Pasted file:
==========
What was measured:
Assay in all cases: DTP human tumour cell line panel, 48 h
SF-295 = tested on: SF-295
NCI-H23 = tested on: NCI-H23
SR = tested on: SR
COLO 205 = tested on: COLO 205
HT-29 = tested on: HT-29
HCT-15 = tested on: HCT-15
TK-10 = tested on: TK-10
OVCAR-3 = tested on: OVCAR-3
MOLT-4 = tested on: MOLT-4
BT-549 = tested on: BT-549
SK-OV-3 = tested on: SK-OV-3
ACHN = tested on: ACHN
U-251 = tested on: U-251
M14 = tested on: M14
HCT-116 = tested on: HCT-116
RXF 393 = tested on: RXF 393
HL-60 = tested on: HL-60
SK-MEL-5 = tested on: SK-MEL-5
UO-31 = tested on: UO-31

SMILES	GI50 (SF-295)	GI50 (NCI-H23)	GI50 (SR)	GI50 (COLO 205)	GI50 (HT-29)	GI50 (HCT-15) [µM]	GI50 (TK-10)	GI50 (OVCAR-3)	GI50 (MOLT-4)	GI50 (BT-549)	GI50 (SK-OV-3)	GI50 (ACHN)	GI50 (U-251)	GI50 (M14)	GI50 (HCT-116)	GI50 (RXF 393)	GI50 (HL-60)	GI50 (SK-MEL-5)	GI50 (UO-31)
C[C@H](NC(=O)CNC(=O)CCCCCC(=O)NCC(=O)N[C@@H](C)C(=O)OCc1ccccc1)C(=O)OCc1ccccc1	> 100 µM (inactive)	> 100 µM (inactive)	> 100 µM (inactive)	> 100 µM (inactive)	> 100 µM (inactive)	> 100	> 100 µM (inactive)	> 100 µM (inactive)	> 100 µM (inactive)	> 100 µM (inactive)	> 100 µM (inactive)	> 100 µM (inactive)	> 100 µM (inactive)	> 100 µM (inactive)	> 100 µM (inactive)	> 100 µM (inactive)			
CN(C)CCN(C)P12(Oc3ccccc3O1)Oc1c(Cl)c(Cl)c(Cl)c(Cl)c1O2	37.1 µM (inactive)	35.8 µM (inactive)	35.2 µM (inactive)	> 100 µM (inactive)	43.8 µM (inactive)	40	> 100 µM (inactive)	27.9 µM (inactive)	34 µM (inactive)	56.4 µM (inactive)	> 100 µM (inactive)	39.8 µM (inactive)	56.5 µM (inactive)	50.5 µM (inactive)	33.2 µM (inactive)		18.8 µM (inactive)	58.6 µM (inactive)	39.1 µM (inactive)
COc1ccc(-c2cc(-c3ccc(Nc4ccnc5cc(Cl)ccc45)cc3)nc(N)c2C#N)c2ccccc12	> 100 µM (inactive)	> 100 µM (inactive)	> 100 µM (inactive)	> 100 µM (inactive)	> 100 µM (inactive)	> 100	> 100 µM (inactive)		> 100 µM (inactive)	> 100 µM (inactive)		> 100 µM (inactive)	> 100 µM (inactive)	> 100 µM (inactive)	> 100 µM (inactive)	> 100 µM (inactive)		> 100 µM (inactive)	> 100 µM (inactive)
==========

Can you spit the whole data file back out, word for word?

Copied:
What was measured:
Assay in all cases: DTP human tumour cell line panel, 48 h
SF-295 = tested on: SF-295
NCI-H23 = tested on: NCI-H23
SR = tested on: SR
COLO 205 = tested on: COLO 205
HT-29 = tested on: HT-29
HCT-15 = tested on: HCT-15
TK-10 = tested on: TK-10
OVCAR-3 = tested on: OVCAR-3
MOLT-4 = tested on: MOLT-4
BT-549 = tested on: BT-549
SK-OV-3 = tested on: SK-OV-3
ACHN = tested on: ACHN
U-251 = tested on: U-251
M14 = tested on: M14
HCT-116 = tested on: HCT-116
RXF 393 = tested on: RXF 393
HL-60 = tested on: HL-60
SK-MEL-5 = tested on: SK-MEL-5
UO-31 = tested on: UO-31

SMILES	GI50 (SF-295)	GI50 (NCI-H23)	GI50 (SR)	GI50 (COLO 205)	GI50 (HT-29)	GI50 (HCT-15) [µM]	GI50 (TK-10)	GI50 (OVCAR-3)	GI50 (MOLT-4)	GI50 (BT-549)	GI50 (SK-OV-3)	GI50 (ACHN)	GI50 (U-251)	GI50 (M14)	GI50 (HCT-116)	GI50 (RXF 393)	GI50 (HL-60)	GI50 (SK-MEL-5)	GI50 (UO-31)
C[C@H](NC(=O)CNC(=O)CCCCCC(=O)NCC(=O)N[C@@H](C)C(=O)OCc1ccccc1)C(=O)OCc1ccccc1	> 100 µM (inactive)	> 100 µM (inactive)	> 100 µM (inactive)	> 100 µM (inactive)	> 100 µM (inactive)	> 100	> 100 µM (inactive)	> 100 µM (inactive)	> 100 µM (inactive)	> 100 µM (inactive)	> 100 µM (inactive)	> 100 µM (inactive)	> 100 µM (inactive)	> 100 µM (inactive)	> 100 µM (inactive)	> 100 µM (inactive)			
CN(C)CCN(C)P12(Oc3ccccc3O1)Oc1c(Cl)c(Cl)c(Cl)c(Cl)c1O2	37.1 µM (inactive)	35.8 µM (inactive)	35.2 µM (inactive)	> 100 µM (inactive)	43.8 µM (inactive)	40	> 100 µM (inactive)	27.9 µM (inactive)	34 µM (inactive)	56.4 µM (inactive)	> 100 µM (inactive)	39.8 µM (inactive)	56.5 µM (inactive)	50.5 µM (inactive)	33.2 µM (inactive)		18.8 µM (inactive)	58.6 µM (inactive)	39.1 µM (inactive)
COc1ccc(-c2cc(-c3ccc(Nc4ccnc5cc(Cl)ccc45)cc3)nc(N)c2C#N)c2ccccc12	> 100 µM (inactive)	> 100 µM (inactive)	> 100 µM (inactive)	> 100 µM (inactive)	> 100 µM (inactive)	> 100	> 100 µM (inactive)		> 100 µM (inactive)	> 100 µM (inactive)		> 100 µM (inactive)	> 100 µM (inactive)	> 100 µM (inactive)	> 100 µM (inactive)	> 100 µM (inactive)		> 100 µM (inactive)	> 100 µM (inactive)